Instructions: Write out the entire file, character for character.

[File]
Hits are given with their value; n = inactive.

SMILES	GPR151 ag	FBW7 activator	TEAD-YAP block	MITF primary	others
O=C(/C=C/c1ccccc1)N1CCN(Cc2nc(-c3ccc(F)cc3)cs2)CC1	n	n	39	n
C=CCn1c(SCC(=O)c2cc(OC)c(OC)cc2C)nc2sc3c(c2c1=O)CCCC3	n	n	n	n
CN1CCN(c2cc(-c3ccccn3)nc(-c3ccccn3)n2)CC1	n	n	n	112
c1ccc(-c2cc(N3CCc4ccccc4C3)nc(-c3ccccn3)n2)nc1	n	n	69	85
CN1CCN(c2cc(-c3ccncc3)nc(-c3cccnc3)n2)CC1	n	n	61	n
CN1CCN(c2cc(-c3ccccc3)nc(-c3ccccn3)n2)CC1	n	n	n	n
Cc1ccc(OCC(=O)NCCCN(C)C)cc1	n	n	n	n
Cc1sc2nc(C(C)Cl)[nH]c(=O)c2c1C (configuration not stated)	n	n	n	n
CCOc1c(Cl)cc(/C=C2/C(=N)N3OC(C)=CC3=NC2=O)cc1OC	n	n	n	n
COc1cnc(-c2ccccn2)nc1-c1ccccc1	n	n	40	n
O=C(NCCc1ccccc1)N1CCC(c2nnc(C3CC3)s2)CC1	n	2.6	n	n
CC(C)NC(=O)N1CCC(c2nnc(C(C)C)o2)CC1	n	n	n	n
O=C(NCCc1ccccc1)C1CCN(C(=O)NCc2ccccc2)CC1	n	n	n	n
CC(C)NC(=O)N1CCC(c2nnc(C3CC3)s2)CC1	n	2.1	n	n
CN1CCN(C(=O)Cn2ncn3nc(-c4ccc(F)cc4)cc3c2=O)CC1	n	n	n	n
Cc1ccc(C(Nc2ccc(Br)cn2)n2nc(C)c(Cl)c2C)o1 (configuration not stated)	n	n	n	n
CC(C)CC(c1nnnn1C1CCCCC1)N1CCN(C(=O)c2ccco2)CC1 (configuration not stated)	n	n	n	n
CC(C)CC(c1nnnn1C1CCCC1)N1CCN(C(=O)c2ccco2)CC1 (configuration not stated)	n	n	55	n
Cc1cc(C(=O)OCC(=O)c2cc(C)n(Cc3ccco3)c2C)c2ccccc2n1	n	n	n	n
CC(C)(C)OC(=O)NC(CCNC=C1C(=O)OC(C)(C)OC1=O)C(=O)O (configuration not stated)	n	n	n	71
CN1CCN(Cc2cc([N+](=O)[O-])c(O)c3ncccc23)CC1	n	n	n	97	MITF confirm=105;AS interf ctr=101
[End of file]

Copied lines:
Hits are given with their value; n = inactive.

SMILES	GPR151 ag	FBW7 activator	TEAD-YAP block	MITF primary	others
O=C(/C=C/c1ccccc1)N1CCN(Cc2nc(-c3ccc(F)cc3)cs2)CC1	n	n	39	n
C=CCn1c(SCC(=O)c2cc(OC)c(OC)cc2C)nc2sc3c(c2c1=O)CCCC3	n	n	n	n
CN1CCN(c2cc(-c3ccccn3)nc(-c3ccccn3)n2)CC1	n	n	n	112
c1ccc(-c2cc(N3CCc4ccccc4C3)nc(-c3ccccn3)n2)nc1	n	n	69	85
CN1CCN(c2cc(-c3ccncc3)nc(-c3cccnc3)n2)CC1	n	n	61	n
CN1CCN(c2cc(-c3ccccc3)nc(-c3ccccn3)n2)CC1	n	n	n	n
Cc1ccc(OCC(=O)NCCCN(C)C)cc1	n	n	n	n
Cc1sc2nc(C(C)Cl)[nH]c(=O)c2c1C (configuration not stated)	n	n	n	n
CCOc1c(Cl)cc(/C=C2/C(=N)N3OC(C)=CC3=NC2=O)cc1OC	n	n	n	n
COc1cnc(-c2ccccn2)nc1-c1ccccc1	n	n	40	n
O=C(NCCc1ccccc1)N1CCC(c2nnc(C3CC3)s2)CC1	n	2.6	n	n
CC(C)NC(=O)N1CCC(c2nnc(C(C)C)o2)CC1	n	n	n	n
O=C(NCCc1ccccc1)C1CCN(C(=O)NCc2ccccc2)CC1	n	n	n	n
CC(C)NC(=O)N1CCC(c2nnc(C3CC3)s2)CC1	n	2.1	n	n
CN1CCN(C(=O)Cn2ncn3nc(-c4ccc(F)cc4)cc3c2=O)CC1	n	n	n	n
Cc1ccc(C(Nc2ccc(Br)cn2)n2nc(C)c(Cl)c2C)o1 (configuration not stated)	n	n	n	n
CC(C)CC(c1nnnn1C1CCCCC1)N1CCN(C(=O)c2ccco2)CC1 (configuration not stated)	n	n	n	n
CC(C)CC(c1nnnn1C1CCCC1)N1CCN(C(=O)c2ccco2)CC1 (configuration not stated)	n	n	55	n
Cc1cc(C(=O)OCC(=O)c2cc(C)n(Cc3ccco3)c2C)c2ccccc2n1	n	n	n	n
CC(C)(C)OC(=O)NC(CCNC=C1C(=O)OC(C)(C)OC1=O)C(=O)O (configuration not stated)	n	n	n	71
CN1CCN(Cc2cc([N+](=O)[O-])c(O)c3ncccc23)CC1	n	n	n	97	MITF confirm=105;AS interf ctr=101